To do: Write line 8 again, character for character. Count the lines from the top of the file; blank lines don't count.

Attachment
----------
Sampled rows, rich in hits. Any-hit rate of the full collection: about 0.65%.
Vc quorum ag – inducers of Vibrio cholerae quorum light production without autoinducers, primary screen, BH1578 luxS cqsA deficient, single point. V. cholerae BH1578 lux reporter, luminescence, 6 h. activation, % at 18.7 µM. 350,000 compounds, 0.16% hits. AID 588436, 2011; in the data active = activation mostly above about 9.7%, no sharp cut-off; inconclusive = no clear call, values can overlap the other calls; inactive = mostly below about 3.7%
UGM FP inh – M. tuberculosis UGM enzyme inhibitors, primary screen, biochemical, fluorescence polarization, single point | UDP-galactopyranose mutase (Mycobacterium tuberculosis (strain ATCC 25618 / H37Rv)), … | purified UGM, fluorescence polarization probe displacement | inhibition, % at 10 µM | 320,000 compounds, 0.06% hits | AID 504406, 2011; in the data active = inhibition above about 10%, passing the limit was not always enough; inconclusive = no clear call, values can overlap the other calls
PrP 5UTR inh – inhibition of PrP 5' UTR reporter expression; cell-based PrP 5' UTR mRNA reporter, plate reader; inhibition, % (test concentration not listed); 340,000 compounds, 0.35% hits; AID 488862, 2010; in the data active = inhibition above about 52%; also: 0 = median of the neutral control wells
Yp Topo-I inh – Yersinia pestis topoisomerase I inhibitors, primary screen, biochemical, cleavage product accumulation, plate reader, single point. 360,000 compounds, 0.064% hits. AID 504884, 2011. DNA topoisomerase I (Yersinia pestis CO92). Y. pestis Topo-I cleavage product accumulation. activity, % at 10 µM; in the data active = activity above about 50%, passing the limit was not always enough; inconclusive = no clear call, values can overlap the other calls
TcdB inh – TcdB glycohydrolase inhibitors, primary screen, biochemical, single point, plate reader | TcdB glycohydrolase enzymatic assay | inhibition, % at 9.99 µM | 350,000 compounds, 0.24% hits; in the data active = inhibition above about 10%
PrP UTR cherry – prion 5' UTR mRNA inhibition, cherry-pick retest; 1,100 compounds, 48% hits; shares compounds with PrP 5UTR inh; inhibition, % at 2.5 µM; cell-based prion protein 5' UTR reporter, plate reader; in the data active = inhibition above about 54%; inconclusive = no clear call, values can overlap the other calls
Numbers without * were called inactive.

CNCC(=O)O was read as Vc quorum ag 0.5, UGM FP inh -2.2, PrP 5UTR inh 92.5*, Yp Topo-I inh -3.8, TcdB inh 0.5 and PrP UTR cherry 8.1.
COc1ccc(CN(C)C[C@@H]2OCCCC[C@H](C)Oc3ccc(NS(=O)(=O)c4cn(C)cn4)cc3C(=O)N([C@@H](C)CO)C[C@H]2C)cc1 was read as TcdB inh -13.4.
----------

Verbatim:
Numbers without * were called inactive.